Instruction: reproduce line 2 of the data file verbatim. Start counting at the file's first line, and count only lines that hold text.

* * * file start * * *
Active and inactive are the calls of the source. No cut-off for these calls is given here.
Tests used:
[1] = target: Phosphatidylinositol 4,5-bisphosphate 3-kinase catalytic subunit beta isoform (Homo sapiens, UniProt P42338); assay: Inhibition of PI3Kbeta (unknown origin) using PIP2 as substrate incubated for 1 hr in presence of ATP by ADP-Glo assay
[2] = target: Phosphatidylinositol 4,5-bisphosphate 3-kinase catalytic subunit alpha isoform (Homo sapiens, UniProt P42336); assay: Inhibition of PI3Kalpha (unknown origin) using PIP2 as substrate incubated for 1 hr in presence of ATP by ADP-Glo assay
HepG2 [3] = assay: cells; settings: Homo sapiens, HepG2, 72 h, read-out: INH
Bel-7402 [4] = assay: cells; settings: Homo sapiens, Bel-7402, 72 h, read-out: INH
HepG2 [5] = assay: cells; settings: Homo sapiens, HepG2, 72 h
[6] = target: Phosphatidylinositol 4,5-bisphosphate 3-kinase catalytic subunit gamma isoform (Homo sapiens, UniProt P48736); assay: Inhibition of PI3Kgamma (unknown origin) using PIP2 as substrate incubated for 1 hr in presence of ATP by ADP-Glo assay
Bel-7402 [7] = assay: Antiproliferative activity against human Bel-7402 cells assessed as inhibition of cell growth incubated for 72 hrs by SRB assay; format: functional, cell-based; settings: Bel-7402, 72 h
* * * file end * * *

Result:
Tests used: